News: First Army advises, assists Illinois NG unit during annual training
Story by Capt. Olivia Cobiskey
FORT KNOX, Ky. – The early morning sun peeked through the forest canopy as the soldiers of 2nd Platoon, Bravo Company, 2-130th Infantry Battalion, quietly and swiftly moved through underbrush toward a ridge.
Suddenly, the sound of bullets cracked the silence
“Return fire! Return fire!” screamed 1st Lt. James Reid, platoon leader with Bravo Company, 2-130th Infantry Battalion.
The bullets weren’t real: the training, however, was.
“In the past, we’ve trained units on very Afghan-, Iraq-centric squadron, platoon level operations,” said Sgt. 1st Class Brandon Gardner, a trainer/mentor with the 1-335th Infantry Battalion, 205th Infantry Brigade, “That’s changing now. We are preparing units to engage on a company-to-company level.”
The Illinois National Guard soldiers spent three days preparing for the company assault. As the Army draws down the number of soldiers deployed to Afghanistan, Reserve Component units are more frequently turning to First Army to assist them in maintaining their readiness.
Recently, trainer/mentors with 205th Infantry Brigade, First Army Division East, advised and assisted the Illinois NG in planning and executing their annual training event.
“You never know when a mission will pop up domestically or internationally,” explained Capt. Jeff Hicks, commander of Bravo Company, 2-130th Infantry Battalion. “It’s important that soldiers are prepared. You owe it to the Soldier, to their families, and to the American people.”
In 2009, the 2-130th Infantry Battalion was part of the largest mobilization of Illinois National Guard since World War II.
Since returning from the deployment, the unit has been on track with their Army Force Generation cycle. This is the unit’s validation year – they were slated to complete a training rotation at the Joint Readiness Training Center at Fort Polk, La., to put all their individual and collective war-fighting skills to the test. This is necessary as the unit becomes eligible to deploy next year.
While the unit has trained since their redeployment in 2010, Illinois NG leaders wanted to ensure their soldiers were meeting the Army Force Generation model’s check points of reset and train/ready so they were available for warfighter or state-directed mobilizations.
When their upcoming rotation at the Joint Readiness Training Center at Fort Polk, La., was canceled, they were quick to contact the 1-335th Infantry Battalion for training assistance.
Leaders at 1-335 Infantry Battalion were more than ready – and happy – to assist.
“We are the regionally-aligned trainers supporting this area,” said Maj. Jose Hernandez, executive officer of the 1-335th Infantry Battalion. “It’s a prime opportunity to build relationships with surrounding units while enhancing the Army’s force capabilities.”
The ARFORGEN process is the structured progression of unit readiness over time to produce trained, ready, and cohesive units prepared for operational deployment in support of Army requirements.
The ARFORGEN process is the Army’s core process for force generation that cycles units through three force pools: reset, train/ready, and available.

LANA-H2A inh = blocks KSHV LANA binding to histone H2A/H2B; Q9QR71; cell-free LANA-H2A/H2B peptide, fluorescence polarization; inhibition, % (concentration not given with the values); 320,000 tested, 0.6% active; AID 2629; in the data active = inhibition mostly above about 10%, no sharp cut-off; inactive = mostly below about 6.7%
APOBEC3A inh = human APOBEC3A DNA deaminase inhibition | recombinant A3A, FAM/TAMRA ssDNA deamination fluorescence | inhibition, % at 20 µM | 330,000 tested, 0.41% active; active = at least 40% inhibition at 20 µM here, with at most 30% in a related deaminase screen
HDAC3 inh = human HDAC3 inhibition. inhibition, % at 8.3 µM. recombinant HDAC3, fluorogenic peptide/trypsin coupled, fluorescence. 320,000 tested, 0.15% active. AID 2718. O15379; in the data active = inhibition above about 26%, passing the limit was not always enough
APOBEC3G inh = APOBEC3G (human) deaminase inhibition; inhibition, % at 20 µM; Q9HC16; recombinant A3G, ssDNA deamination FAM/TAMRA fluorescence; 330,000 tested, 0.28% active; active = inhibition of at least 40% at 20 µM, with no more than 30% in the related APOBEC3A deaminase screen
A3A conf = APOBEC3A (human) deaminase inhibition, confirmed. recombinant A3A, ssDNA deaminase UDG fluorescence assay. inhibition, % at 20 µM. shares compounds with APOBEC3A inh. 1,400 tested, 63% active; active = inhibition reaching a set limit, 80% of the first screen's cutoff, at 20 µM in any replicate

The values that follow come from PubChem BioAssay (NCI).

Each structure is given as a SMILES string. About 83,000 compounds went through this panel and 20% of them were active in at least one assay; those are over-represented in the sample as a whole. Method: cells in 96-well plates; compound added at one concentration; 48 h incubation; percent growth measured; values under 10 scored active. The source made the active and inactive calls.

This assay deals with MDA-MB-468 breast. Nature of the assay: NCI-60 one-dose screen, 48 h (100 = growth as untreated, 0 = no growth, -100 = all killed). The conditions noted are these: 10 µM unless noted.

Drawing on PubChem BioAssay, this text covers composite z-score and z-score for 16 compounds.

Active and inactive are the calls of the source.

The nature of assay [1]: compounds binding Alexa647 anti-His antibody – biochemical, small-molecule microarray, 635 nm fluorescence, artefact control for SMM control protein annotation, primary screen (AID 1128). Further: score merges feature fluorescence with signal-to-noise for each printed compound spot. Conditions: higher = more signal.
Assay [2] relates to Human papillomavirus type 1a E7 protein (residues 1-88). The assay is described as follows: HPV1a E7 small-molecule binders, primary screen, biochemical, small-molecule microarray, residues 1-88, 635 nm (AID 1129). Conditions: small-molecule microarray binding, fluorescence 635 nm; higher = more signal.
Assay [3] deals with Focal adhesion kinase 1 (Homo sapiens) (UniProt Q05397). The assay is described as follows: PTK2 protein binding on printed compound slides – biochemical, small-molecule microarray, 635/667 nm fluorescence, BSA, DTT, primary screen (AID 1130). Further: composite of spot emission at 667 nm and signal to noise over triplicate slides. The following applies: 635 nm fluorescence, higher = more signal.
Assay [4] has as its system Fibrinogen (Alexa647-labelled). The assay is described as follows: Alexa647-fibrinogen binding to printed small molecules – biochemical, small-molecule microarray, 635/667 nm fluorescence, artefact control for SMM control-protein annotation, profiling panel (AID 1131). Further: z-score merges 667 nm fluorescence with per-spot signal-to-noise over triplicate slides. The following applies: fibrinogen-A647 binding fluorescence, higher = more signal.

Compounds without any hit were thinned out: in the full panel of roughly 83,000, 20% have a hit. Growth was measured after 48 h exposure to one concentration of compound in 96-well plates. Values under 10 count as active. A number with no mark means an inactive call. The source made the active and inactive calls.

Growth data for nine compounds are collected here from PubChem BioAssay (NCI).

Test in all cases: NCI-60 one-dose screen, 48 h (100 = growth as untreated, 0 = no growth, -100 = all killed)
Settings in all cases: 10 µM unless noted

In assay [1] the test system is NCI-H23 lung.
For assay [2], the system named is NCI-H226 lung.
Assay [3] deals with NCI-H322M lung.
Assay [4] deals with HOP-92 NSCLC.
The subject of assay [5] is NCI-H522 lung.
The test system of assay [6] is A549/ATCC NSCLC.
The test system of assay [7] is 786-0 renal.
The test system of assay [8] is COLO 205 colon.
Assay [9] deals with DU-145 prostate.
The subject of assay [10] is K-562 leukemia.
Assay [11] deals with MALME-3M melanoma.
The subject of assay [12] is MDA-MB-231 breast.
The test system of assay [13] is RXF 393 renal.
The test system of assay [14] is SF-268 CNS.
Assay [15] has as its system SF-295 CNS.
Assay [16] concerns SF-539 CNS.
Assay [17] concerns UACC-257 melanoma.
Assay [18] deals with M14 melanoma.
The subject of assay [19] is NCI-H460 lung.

Each of the three force pools contains a balanced force capability to provide a sustained flow of forces for current commitments and to hedge against unexpected contingencies. ARFORGEN establishes the basis to plan and execute Army wide unit resourcing.
Since their redeployment, the unit focused on maintenance and training to ensure equipment and soldiers met their war-time mission standards. The culminating training they received with 205th Infantry Brigade assistance allowed outside eyes to validate their readiness.
“The two-day battle assembly doesn’t give soldiers enough time to build the kind of muscle memory they need to be proficient in their job,” said Hicks, from Loami, Ill.
Before the war, the Army National Guard soldiers reported for duty one weekend each month and two weeks in the summer.
Annual Training is the perfect time to test their skills, added Hicks, a military technician at Joint Force Headquarters in Springfield, Ill.
Spc. Brayden Ledbetter, Illinois NG infantryman, agreed.
“It was a really good opportunity to work in leadership positions and develop our leadership skills through this training,” said Ledbetter, who previously served in Iraq with the 82nd Airborne Division. “The planning, the rehearsals before the mission, over and over … everyone knows their buddy’s job down to the lowest rank.”
“The Army has changed a lot in the last decade,” said Gardner, from Los Angeles. “We’ve focused on building the teams and reinforcing their perishable skills.”
First Army Division East trainer/mentors have integrated training procedures unused in nearly a decade with lessons learned from a decade of war to provide the units with the most holistic and up-to-date training. T/Ms provide training based on requirements as requested by RC commanders.
“If you don’t have the basic skills like navigation and hand-signals down, you can’t move on to your other tasks,” Gardner continued. “Everyone has to team-build. You can take the most elite soldiers from various units, and they’d still have continuity issues.”